Psychiatrists Support Service, Royal College of Psychiatrists
Q: What is the PSS, where is it based and how can it help?
It is a confidential helpline for Psychiatrists who are Members or Associates of the College.
It is based at the Royal College of Psychiatrists at the main College headquarters in Belgrave Square.
The PSS provides psychiatrists in professional difficulty with advice, support and signposting over the telephone. Professional difficulty refers to issues such as:
o Career pathway problems
o Disciplinary issues
o General Medical Council or NCAS involvement
(This is not an exhaustive list)
Q: If a psychiatrist wanted to seek help and support, what happens next?
They call the telephone helpline number which is 0207 245 0412 and speak to the PSS Manager who fields all the calls into the service. After the doctor has been verified as a College member, and been informed about what the service can/cannot provide, as well as information about data protection and confidentiality, they discuss their case on an individual basis with the service manager.
The case is discussed with the Associate Registrar as soon as possible and a decision is made about the most appropriate course of action for their particular case. This includes:
o Signposting to an appropriate service and providing the contact details to the doctor.
o Finding out information about an issue from another College department such as the examinations or professional standards department.
o Being sent a copy of an information guide on a specific issue that the PSS Committee have developed, this may be on bullying and harassment, coping with complaints, or dealing with external reviews, inquiries and investigations.
o Being put in touch with a doctor adviser from the PSS who can provide focused support and advice over the telephone at a mutually convenient time.
o The service manager is the main contact point between the doctor who has called the service and the various routes of help and support.
Q: What about confidentiality issues?
All doctors are informed that the service is confidential. However, if they disclose an issue that threatens personal or professional safety, the Royal College of Psychiatrists have a professional duty of care to report this to the appropriate agency/organisation. Doctors who contact the service are made aware of this.
Q: What sort of issues are typically raised with the PSS and what sort of help can be given?
The service deals with a number of issues, but perhaps the most common is that of dealing with difficult colleagues and difficult working relationships. Currently, the service is developing an information guide for this specific issue. Usually, the doctor who contacts the service welcomes the opportunity of discussing the issue with another psychiatrist (doctor-adviser) to support and advise on their difficult situation.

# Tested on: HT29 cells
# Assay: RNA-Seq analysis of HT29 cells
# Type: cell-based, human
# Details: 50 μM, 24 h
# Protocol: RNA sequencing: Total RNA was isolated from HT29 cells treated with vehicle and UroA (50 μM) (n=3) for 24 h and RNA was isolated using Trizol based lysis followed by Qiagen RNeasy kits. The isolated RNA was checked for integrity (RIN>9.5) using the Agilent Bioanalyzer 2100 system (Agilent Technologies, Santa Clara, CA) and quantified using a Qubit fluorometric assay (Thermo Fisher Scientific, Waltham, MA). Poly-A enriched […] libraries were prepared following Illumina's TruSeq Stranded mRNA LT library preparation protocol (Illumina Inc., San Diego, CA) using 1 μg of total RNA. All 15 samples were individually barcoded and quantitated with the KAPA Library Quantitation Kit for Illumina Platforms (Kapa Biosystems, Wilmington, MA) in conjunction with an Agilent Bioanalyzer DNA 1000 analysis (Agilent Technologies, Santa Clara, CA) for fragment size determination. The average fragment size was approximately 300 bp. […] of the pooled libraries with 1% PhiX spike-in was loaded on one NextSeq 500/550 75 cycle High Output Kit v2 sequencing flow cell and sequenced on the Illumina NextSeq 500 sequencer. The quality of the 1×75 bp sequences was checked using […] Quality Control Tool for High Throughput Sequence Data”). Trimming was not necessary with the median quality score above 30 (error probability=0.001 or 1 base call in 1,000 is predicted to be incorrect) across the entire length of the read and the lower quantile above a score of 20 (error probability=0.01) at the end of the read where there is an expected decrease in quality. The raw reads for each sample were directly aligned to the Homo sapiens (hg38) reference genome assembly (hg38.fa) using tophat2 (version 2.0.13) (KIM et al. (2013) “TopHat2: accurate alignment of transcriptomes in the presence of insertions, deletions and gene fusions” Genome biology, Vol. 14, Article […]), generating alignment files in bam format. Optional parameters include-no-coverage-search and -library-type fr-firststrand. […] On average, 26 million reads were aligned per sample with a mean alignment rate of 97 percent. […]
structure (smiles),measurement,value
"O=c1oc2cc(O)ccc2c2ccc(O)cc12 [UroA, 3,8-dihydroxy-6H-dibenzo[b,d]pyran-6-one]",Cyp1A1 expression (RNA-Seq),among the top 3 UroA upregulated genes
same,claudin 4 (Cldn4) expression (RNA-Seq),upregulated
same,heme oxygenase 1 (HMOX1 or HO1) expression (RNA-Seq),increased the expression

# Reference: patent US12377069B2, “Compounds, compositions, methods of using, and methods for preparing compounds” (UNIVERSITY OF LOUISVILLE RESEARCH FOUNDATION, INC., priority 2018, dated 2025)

Q: Have you had any feedback from users of the service? How has it been able to make a difference?
The feedback we receive is positive. Psychiatrists value being able to discuss their difficult situation with someone who takes the time to listen. They appreciate the speediness at which we respond to their calls and cases and feel positively about being able to contact the service as their case progresses and develops.
Q: Are there any plans for future development of the PSS?
There are no specific plans at present. However, the core Committee of the PSS are currently discussing any future development plans.
Q: How does the service link in with other services available to support doctors?
Through its work, the Psychiatrists Support Service has excellent links with the General Medical Council, the British Medical Association and the National Clinical Assessment Service. A large part of our service includes signposting to other relevant services to support doctors. Therefore, we aim to keep abreast of any local and national developments in this field. Our resource booklet (available on request) contains a variety of organisations and services that we signpost to. We know from some of the calls we receive, that doctors have been signposted to us from other services and organisations.
Q: Where can doctors access further information about the service?
The service is aimed at psychiatrists who are members of the College. They can access further information by contacting the service by:
o Contacting 0207 245 0412
o Emailing psychiatristssupportservice.ac.uk
o Accessing our web pages on www.rcpsych.ac.uk/pss
Q: How do you recruit doctors to become doctor-advisers for the service?
We are not currently recruiting doctor advisers. However, if doctors are keen to help us, we ask them to write to use with their CV and a covering letter about their experience in helping doctors in difficult situations. We keep these on file and contact the doctors when the need arises. All doctors working for the service will be interviewed in line with College procedures.